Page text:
Why the Vikings won’t be trading for Teddy Bridgewater

(Photo by Robert Hanashiro-USA TODAY Sports) Teddy Bridgewater
(Photo by Robert Hanashiro-USA TODAY Sports) Teddy Bridgewater /

Former Minnesota Vikings quarterback Teddy Bridgewater has been reportedly allowed to seek a trade by the Carolina Panthers.

Last season, former Minnesota Vikings quarterback Teddy Bridgewater was given a great opportunity to be the starting signal-caller for the Carolina Panthers.

Before the 2020 campaign, the last time Bridgewater opened a season as a starting quarterback was back in 2015 when he was with the Vikings. Despite this, the Panthers still expressed a bunch of confidence in the former Minnesota passer, and they felt he could help their team succeed.

Unfortunately, Bridgewater struggled to help turn Carolina into a contender in 2020, and the former Vikings quarterback ended up finishing the season with a 4-11 record when starting under center.

Former Minnesota Vikings quarterback Teddy Bridgewater nearing a departure with the Carolina Panthers

On Monday, the Panthers made a big-time move when they acquired quarterback Sam Darnold in a trade with the New York Jets. Carolina gave up a bunch of assets to land Darnold, so the assumption is that he will be their starting signal-caller next season.

Following the addition of their new passer, Bridgewater’s tenure with the Panthers appears to be nearing the end.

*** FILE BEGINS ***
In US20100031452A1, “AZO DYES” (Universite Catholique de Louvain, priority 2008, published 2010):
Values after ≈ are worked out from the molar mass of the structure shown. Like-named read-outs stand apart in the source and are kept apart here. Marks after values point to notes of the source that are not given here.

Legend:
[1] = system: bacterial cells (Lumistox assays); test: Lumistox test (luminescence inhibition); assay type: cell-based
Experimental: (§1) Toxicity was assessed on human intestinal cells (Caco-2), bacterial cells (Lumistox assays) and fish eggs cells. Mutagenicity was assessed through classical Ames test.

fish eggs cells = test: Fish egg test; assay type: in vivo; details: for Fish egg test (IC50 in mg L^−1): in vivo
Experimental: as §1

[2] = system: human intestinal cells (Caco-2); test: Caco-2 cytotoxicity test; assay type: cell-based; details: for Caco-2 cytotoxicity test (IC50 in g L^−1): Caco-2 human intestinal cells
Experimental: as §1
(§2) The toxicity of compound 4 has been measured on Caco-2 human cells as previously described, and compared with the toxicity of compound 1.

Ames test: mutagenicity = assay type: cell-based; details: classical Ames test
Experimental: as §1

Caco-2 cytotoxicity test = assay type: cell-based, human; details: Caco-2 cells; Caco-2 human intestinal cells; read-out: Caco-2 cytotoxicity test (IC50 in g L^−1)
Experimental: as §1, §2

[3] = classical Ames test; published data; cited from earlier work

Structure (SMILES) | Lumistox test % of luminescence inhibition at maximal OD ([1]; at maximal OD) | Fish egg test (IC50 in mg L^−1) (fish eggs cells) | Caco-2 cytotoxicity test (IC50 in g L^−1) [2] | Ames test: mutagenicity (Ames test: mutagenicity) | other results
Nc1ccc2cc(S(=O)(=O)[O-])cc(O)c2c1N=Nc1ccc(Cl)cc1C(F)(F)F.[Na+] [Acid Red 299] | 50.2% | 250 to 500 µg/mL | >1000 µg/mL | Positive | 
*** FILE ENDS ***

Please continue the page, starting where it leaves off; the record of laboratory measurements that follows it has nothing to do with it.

Trading the former Minnesota quarterback this year would free up more cap space for Carolina than cutting him would, so it’s not much of a surprise that they have reportedly allowed him to seek a trade according to NFL Media’s Ian Rapoport on Tuesday.

It’s hard to imagine a team giving up a lot to acquire Bridgewater, especially after the struggles he experienced last season. Most organizations likely view him as more of a backup than a starter at this point in his career and his current contract is a little too lucrative for a team to bring him in as a No. 2 guy.

If acquired in a trade this year, Bridgewater would account for more than $15 million of his new team’s salary cap. It’s just not a financially smart decision to trade for him unless the plan is to make him the starter.

This is the main reason why we shouldn’t expect the Vikings to make any sort of attempt to trade for their former first-round pick. Minnesota, one, doesn’t have the money to afford Bridgewater’s current contract, and two, they’re not looking to create any sort of controversy in the quarterback room.

Even if the Panthers can’t find a trade partner and they end up just releasing Bridgewater, it’s still hard to imagine the Vikings having any interest in a reunion with their old quarterback based on the decisions they’ve already made this offseason.